Adapted by writer-director Tod Williams from John Irving’s novel A Widow for One Year, Door on the Floor is a smutty, bargain-basement version of In the Bedroom. Acclaimed novelist Ted Cole (Jeff Bridges) and his wife Marion (Kim Basinger, under the assumption that her comatose, one-note expression is an approximation of cataclysmic grief) are still suffering the deaths of their teenage sons, both immortalized via a shrine of photographs lining the rooms and upstairs hallway of their New York house. When the shy but nonetheless presumptuous Eddie (Jon Foster) comes to town for the summer in order to work for Ted, he’s instantly smitten by the frigid but apparently available Marion. (Guess he must have caught a double-bill of 8 Mile and 9½ Weeks at the same multiplex that plays King of Mean Neil LaBute’s The Shape of Things in the film.)
Marion begins and ends conversations abruptly, so much so that when she mutters to her young stallion, “I think it was wrong of us to both have Ruth,” you may think she’s talking about how they both had their way with her young daughter (an unnerving Elle Fanning—the spitting image of older sister Dakota), who gawks at her dead brothers’ memento moris as if she were trying to unlock the myth of fingerprints represented by the film’s title. Actually, she’s talking about Ted and herself, and by “have” she means “push into the world”—not that it’s entirely too far-fetched to recognize something sleazier beneath every line in the film. For example: “Your penis is funny,” says little Ruth to her father as he gets out of bed in order to help her find “the sound of someone trying not to make a sound.” Is it a mouse, the heavy-handed metaphor of the film’s title, or both they’re after? Stay tuned.
Ted is obviously bohemian (he showers outside, in the nude and in the company of strangers), but so is the misogynistic wind, which nearly blows the clothes off Evelyn (a degraded Mimi Rogers) at the exact same moment Eddie loses Marion’s equally aged coochie. No door in this nasty little film is ever locked (Eddie is caught masturbating, not once but twice, and Ruth catches Eddie fucking her mother doggy-style), but don’t confuse the apparent dearth of locks in the house as a link to the film’s title, a reference to a story written by Ted about a mother who’s too afraid to look into a horrifying hole where countless children have disappeared. And by “hole” I think the filmmakers mean to link the pussy in Khia’s “My Neck, My Back”—Ted’s favorite song (dude, this guy is so hip!), which inexplicably plays unedited on a local radio station—and the place where Maurice Sendak’s wild things are.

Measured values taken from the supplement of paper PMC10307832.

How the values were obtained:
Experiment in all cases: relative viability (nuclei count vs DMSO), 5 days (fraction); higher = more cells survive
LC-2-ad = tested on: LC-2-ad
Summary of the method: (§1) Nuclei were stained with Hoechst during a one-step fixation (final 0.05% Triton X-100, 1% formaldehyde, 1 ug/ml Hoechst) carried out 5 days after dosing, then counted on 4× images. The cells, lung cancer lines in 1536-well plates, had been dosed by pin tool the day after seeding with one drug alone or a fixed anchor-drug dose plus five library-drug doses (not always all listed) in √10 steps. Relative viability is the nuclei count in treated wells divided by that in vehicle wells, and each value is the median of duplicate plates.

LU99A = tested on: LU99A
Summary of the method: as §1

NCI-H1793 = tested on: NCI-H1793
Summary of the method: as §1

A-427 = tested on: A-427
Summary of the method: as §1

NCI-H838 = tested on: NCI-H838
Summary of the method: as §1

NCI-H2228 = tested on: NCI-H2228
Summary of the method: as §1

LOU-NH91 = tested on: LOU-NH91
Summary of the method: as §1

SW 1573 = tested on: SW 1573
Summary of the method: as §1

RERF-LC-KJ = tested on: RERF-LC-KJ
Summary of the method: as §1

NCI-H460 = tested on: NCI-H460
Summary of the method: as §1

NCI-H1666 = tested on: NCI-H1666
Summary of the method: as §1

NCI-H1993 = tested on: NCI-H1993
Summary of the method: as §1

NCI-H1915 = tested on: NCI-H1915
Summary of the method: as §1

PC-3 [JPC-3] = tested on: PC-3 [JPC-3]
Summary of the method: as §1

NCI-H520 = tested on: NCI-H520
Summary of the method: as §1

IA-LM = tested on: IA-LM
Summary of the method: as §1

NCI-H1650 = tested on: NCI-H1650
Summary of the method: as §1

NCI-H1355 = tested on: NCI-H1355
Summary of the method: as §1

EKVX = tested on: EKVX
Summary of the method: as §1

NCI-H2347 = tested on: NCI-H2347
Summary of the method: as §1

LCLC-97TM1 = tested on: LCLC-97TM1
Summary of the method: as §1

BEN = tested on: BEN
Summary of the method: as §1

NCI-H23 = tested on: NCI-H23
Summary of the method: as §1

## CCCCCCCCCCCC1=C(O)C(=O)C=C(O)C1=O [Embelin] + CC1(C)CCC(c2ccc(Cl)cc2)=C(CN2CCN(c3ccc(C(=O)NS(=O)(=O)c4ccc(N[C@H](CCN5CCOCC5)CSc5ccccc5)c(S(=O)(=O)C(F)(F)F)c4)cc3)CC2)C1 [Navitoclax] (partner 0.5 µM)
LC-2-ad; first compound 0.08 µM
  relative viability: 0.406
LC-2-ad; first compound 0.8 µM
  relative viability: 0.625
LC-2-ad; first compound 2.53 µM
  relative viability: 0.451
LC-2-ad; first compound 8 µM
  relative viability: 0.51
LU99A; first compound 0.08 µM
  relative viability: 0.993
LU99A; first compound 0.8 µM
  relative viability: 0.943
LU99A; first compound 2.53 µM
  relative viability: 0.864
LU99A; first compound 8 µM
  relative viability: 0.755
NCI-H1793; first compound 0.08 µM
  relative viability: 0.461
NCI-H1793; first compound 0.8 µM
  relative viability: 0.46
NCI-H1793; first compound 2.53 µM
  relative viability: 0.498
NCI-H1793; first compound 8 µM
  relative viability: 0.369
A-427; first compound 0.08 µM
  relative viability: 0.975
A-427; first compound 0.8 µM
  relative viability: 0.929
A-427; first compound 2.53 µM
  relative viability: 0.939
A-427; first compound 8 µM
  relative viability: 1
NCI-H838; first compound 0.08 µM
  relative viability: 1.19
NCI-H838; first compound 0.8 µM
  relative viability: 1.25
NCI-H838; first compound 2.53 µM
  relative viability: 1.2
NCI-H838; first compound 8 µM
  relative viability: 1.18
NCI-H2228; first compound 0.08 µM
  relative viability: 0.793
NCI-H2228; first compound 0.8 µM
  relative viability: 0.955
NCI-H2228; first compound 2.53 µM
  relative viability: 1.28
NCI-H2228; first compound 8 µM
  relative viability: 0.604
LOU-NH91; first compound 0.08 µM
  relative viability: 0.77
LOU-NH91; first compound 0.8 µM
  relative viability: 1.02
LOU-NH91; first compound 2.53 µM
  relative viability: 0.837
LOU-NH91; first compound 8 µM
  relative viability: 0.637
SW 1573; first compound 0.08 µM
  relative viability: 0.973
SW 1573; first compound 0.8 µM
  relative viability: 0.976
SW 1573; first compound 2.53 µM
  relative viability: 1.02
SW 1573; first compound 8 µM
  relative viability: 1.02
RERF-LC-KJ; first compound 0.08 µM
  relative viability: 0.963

Door in the Floor is supposed to chronicle the effects a family tragedy has on a boy’s coming-of-age, but Williams isn’t so much concerned with the actual hurt that cripples the Coles as he is with the sight of a catatonic Basinger riding a teenager’s cock, ostensibly because the vagina is some kind of emancipating device. By the time Marion goes incognito, the smuttiness of the story gives way to a spectacle of squeamish comedy before Williams decides to finally (and fully) unspool the film’s metaphoric title. Door on the Floor‘s cloying literary affectedness is matched only by its deadening literal-mindedness. Williams means to string his audience along to the very last shot, a simple but startling image for sure, but one that hardly illuminates anything besides the rather rudimentary notion that life sucks. And by suck I mean “disappoints,” not “to draw into the mouth by movements of the tongue and lips that create suction”—not that anyone in this film can tell the difference between the two.